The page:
Notes on Camp

Last week, Occupy Wall Street finally made its foray into the boroughs by way of a march across the Brooklyn Bridge. The night before the march, we happened to run into Brooklyn borough president Marty Markowitz last week and he had some choice words for the group. “I think that they have made their point, and now it’s time to go home and work,” he told The Transom at an event for a charity he started. “If you just stay at that location, Zuccotti Park, you are meaningless. You’re doing nothing for anyone. Go to work! You’re not going to change America staying in that park. That’s it,” Mr. Markowitz said, growing increasingly agitated as he discussed the issue.

His blood pressure was significantly lower, however, when discussing an issue nearer and dearer to his heart: Camp Brooklyn.  In 2002, Mr. Markowitz founded “Camp Brooklyn,” a charity that takes kids from low-income families to sleep-away camp. Mr. Markowitz says the program provides the kids with guidance and much needed discipline. “Sleep-away camp gives a child a whole different perspective, gets them out of the center city, out in the open air, under adult supervision, that won’t take nonsense from them,” he said.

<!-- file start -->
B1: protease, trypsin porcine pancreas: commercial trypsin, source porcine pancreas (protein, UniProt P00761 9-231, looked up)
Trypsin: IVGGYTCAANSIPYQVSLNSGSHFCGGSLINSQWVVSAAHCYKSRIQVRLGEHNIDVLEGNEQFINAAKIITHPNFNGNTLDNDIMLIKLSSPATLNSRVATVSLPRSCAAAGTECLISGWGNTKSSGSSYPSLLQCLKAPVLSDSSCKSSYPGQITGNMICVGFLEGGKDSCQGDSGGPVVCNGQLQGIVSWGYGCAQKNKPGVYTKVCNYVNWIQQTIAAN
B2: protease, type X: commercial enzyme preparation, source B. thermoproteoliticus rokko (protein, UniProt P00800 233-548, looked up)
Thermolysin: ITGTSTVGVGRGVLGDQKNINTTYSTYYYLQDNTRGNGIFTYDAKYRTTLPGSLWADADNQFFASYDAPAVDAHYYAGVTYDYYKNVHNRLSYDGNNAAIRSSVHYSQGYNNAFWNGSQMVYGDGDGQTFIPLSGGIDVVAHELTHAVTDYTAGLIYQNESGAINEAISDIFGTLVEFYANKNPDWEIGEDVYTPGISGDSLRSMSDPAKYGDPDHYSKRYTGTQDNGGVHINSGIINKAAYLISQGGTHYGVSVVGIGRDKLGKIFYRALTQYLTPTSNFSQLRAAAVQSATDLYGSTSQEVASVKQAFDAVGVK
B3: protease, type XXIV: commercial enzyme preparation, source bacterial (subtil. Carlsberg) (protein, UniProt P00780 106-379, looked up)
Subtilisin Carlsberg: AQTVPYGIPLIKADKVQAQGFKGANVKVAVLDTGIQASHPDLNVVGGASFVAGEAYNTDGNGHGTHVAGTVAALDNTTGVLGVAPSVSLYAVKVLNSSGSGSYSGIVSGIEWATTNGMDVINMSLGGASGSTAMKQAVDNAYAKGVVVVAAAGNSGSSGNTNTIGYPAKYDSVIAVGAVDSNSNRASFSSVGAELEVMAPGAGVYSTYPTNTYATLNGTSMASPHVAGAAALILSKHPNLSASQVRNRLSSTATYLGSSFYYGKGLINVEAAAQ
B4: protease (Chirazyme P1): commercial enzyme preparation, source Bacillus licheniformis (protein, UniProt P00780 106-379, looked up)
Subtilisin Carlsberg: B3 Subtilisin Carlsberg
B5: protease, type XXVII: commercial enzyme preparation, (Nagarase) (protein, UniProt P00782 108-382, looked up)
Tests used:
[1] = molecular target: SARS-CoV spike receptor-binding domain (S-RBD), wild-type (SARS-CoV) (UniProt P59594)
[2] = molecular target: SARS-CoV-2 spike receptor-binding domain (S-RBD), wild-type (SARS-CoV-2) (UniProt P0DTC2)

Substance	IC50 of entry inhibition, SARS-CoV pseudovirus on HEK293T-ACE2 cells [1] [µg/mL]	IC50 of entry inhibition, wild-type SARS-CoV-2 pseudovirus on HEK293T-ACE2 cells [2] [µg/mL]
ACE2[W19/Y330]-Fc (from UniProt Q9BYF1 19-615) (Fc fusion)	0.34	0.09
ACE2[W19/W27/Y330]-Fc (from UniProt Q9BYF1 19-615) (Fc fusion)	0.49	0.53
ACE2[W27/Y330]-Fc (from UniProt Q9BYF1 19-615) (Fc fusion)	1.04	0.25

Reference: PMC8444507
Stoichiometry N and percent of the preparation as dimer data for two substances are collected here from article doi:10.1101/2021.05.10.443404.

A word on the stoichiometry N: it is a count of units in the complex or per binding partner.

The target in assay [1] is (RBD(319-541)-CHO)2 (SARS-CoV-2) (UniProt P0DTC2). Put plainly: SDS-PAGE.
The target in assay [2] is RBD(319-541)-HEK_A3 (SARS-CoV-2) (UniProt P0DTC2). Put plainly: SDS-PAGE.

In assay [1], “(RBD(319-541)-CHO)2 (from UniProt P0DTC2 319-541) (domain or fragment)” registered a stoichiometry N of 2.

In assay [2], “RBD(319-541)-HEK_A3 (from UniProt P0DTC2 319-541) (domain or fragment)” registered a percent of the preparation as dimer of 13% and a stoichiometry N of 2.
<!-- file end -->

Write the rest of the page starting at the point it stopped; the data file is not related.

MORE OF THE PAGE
The Brooklyn borough president expressed concerns about the pressures facing Brooklyn’s youth. “Today the incentives and the inducements to follow a life that is not productive are so many more than when I was a boy. We didn’t know about drugs. Believe me when I tell you, we didn’t know about internet, there was none.” We believe you, Mr. Markowitz.

In short, his position on camping is as follows: Camping in parks, bad. Camping in suburbs, OK.  Camping when you’re an underprivileged kid, OK.  Camping when you’re an underprivileged adult, bad.